A laboratory in Uruguay has developed glow-in-the-dark sheep by genetically modifying their genes with that of the fluorescent Aequarea jellyfish.

Yes, we are as stunned as you about this one. The sheep, which are clearly visible at night, have a distinct phosphorescent glow, which isn't unlike that of the jellyfish they share their genes with.

The nine fluorescent lambs were born in October last year. They were produced by the Pasteur Institute and raised in the Animal Reproduction Institute of Uruguay.

Short of glowing-in-the-dark, these sheep are totally normal in every other way. Why exactly they need to glow in the dark we can't be sure, although we imagine it would making finding them at night quite easy.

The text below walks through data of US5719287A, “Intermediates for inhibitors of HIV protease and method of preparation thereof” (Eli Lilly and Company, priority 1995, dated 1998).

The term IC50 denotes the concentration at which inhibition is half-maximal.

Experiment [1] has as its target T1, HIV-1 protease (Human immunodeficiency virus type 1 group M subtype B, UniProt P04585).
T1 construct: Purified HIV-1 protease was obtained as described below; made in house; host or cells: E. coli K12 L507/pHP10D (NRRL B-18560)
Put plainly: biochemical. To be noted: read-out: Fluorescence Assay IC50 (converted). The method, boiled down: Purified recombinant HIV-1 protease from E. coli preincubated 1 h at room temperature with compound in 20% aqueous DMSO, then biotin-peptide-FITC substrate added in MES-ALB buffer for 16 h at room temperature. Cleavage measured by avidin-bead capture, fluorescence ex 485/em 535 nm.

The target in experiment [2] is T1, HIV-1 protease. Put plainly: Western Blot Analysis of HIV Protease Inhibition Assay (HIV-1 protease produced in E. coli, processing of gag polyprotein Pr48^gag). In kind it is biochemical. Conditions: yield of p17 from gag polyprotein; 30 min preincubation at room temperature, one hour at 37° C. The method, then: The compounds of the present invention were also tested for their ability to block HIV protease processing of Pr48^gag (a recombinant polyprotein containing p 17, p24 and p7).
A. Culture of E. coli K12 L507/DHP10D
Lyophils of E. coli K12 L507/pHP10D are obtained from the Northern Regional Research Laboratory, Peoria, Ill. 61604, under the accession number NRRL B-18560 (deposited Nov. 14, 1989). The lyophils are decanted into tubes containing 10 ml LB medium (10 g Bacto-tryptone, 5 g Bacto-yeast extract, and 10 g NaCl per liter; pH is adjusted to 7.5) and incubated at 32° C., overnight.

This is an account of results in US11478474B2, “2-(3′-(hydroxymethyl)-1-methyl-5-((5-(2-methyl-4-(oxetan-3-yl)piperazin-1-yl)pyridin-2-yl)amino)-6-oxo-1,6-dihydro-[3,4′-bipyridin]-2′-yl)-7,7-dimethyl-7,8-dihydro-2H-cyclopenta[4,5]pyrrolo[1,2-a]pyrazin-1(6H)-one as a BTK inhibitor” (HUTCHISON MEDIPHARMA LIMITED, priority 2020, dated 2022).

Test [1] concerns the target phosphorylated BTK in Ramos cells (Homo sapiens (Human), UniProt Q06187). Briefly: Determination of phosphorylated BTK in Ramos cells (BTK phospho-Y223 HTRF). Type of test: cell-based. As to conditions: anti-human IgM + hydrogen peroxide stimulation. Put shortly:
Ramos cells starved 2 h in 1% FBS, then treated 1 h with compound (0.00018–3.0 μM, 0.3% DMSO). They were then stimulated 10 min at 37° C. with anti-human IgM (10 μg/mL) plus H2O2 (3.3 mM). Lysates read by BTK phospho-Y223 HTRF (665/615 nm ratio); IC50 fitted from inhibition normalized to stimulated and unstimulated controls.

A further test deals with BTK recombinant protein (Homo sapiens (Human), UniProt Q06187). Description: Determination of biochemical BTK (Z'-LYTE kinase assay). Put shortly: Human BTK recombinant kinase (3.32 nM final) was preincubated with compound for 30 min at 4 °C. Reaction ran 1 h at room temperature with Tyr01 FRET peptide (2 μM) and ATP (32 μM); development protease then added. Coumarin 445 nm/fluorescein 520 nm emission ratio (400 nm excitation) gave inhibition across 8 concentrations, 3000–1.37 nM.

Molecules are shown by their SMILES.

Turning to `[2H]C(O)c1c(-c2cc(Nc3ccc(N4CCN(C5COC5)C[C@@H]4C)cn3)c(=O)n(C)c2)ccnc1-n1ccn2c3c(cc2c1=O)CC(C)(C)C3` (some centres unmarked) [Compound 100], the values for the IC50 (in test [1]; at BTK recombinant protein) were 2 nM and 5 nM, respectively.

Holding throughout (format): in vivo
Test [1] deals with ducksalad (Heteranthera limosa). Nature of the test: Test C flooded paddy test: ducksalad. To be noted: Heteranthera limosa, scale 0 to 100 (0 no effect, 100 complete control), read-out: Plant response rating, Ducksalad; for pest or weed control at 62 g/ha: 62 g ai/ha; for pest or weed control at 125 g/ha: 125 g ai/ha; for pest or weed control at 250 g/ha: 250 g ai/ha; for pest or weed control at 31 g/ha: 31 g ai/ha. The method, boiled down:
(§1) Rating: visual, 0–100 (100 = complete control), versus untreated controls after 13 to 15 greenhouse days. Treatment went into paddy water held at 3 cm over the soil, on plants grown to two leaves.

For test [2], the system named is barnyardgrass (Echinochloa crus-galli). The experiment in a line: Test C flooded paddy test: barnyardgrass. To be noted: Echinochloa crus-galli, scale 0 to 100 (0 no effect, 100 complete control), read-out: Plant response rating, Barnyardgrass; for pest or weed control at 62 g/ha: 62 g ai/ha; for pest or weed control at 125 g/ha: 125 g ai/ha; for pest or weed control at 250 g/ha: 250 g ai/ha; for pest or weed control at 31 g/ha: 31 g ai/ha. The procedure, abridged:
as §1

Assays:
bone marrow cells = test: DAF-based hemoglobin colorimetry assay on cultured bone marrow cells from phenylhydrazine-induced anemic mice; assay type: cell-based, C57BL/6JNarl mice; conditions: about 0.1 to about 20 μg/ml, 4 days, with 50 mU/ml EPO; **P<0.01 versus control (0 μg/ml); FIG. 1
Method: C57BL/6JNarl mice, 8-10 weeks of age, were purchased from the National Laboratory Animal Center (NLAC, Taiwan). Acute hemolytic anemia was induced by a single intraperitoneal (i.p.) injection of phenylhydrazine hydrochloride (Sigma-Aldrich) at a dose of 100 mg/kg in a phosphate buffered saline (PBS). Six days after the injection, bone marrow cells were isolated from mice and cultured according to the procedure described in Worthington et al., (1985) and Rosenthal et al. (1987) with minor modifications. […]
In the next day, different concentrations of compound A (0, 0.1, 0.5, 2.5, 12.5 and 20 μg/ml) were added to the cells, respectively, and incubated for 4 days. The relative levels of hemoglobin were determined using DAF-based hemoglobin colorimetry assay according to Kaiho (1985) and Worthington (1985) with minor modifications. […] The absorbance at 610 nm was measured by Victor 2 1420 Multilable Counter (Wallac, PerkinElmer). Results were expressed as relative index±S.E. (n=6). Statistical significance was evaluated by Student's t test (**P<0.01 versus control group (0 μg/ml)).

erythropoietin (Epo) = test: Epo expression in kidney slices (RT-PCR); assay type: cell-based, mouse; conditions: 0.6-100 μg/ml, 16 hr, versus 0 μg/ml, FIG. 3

You might remember we ran a story on glow in the dark popcorn this April Fool's Day. That was a bit of fun, this is for real.

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Hunter Skipworth

The baby of the Lint team, Hunter has been a tech fan since he bought his first MiniDisc..and what a waste of money that was. He began writing about electronics at the age of 16 and hasn't stopped since. Nowadays he fulfils his mobile phone and gaming obsession whilst attempting to distract people from his bizarre name. Regular meetings with the Gladiators crew see Hunter often returning to work battered and bruised. Considers himself a music obsessive, was once the most highly decorated scout in the country. Fan of trousers.